Discover more from 🌀🗞 The FLUX Review
🌀🗞 The FLUX Review, Ep. 58
June 30th, 2022
Episode 58 — June 30th, 2022 — Available at read.fluxcollective.org/p/58
Contributors to this issue: Erika Rice Scherpelz, Dimitri Glazkov, Neel Mehta, Spencer Pitman, Boris Smus
Additional insights from: Ade Oshineye, Gordon Brander, a.r. Routh, Stefano Mazzocchi, Ben Mathes, Justin Quimby, Alex Komoroske, Robinson Eaton, Julka Almquist, Scott Schaffter, Lisie Lillianfeld, Samuel Arbesman
We’re a ragtag band of systems thinkers who have been dedicating our early mornings to finding new lenses to help you make sense of the complex world we live in. This newsletter is a collection of patterns we’ve noticed in recent weeks.
“They are demanding to be told that old systems won’t break before new systems are in place. They are demanding to be told that ancient social bargains aren’t in peril, that core institutions will be spared, that new methods of spreading information will improve previous practice rather than upending it. They are demanding to be lied to.”
— Clay Shirky
📝 Editor’s note: We’ll be off next week for the US’s July 4th holiday. We hope our US-based readers enjoy the long weekend!
🌂☂️ Opening our lenses
A lens provides value by projecting a problem onto a simplified space, allowing us to reason about it. But sometimes that space can be too simple. We may make a subtle category error that conflates too broad a set of cases. Let’s look at an example.
A “white elephant” is a glum metaphor for an object that has value to some people… but not to the owner who has to maintain it. In software, this might be a project that has attracted a small, stable audience of enthusiastic fans. The creators want to shut the project down, but the reputation hit would be larger than the continued cost of maintenance. The “white elephant” lens tends to portray small projects like these in a negative light. The tiny seed of cynicism embedded into this metaphor can grow rapidly: it may seem inevitable that each new project is just a white elephant in the making.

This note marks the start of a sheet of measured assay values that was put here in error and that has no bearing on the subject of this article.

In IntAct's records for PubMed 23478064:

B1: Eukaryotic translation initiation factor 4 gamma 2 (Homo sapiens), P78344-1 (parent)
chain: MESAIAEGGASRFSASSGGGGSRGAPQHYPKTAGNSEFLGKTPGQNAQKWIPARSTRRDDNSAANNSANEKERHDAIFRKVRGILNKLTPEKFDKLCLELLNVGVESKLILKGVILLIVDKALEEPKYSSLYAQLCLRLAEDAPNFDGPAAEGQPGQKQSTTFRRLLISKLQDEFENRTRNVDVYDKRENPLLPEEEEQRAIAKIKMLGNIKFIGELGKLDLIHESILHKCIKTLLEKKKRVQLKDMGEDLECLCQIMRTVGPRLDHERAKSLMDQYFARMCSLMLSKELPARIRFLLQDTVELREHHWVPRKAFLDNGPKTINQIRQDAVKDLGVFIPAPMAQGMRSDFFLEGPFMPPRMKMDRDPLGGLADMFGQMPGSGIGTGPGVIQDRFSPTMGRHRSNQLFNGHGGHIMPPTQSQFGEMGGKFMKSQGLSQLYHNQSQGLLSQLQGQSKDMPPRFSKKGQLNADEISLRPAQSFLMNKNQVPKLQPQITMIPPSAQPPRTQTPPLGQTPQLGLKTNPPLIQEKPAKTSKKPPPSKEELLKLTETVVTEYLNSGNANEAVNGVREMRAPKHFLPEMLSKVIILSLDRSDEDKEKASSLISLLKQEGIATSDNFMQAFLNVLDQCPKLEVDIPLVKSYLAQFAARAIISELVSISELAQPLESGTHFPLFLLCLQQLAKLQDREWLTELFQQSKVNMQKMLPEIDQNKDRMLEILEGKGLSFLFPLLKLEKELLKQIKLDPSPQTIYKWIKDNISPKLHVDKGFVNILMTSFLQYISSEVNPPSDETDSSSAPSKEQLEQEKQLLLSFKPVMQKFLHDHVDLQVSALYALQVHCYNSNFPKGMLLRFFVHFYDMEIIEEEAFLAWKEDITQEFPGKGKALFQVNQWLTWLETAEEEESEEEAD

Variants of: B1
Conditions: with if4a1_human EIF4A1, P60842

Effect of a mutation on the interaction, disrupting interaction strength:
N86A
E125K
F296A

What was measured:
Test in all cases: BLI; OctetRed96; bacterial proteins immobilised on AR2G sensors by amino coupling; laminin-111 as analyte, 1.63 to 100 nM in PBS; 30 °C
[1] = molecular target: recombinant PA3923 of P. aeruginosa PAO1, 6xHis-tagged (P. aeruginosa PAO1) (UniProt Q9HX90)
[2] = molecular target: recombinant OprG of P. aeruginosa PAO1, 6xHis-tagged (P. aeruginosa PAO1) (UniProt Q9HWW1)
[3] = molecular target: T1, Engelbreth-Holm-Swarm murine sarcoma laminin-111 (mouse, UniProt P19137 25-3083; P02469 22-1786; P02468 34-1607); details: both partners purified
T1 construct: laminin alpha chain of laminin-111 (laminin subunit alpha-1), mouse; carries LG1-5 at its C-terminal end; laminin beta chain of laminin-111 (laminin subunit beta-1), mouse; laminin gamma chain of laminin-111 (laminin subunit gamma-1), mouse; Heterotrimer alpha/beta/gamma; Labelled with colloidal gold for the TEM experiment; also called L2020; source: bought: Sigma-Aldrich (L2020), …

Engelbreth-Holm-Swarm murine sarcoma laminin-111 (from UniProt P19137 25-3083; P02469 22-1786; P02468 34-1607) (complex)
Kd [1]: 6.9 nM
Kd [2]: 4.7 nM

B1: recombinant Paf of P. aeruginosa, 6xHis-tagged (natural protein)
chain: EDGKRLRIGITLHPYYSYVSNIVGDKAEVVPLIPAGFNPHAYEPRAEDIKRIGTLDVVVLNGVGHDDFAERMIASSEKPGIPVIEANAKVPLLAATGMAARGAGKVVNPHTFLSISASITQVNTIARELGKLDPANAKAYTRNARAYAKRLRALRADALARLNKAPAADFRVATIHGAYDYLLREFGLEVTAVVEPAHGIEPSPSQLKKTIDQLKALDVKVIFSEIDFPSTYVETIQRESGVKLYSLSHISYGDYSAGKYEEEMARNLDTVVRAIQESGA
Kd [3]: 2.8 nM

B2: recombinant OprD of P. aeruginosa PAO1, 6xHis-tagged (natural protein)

Such a pattern appears in many lenses. To be memorable, a lens needs to tell a dramatic tale. Lenses with stronger memetic power tend to evoke more emotional responses. However, this same evocative power can cause lenses to be applied to cases where they are not really applicable. It takes deliberate practice and hygiene to not overuse your lenses.
One technique that might help us avoid falling into the evocative drama of an overapplied lens is to open it up a little. By examining the edges of a lens, we can keep its essence but change where it applies. To go back to our example, a white elephant project is a small project whose value has reached a plateau. However, we might be measuring value the wrong way. Maybe this is a “precious weed” that is not wanted here but can bring value elsewhere. Maybe this is a “building block” or “stepping stone” for another effort that can help realize a different type of value. We make a subtle mindset shift from, “this is a small project that is not bringing value” to, “this is a small project that is not bringing value here.”
In other words, software is not an elephant. A literal “white elephant” — a burdensome animal that can’t be gotten rid of — can’t be built on top of or reused in creative ways. Software, meanwhile, is a tool, the center of an ecosystem. It has adjacent possibilities and thus potential to create value in unexpected ways. So while there may be some merit to describing a niche software project as a “white elephant,” we have to avoid category errors and remember that this metaphor has its limits.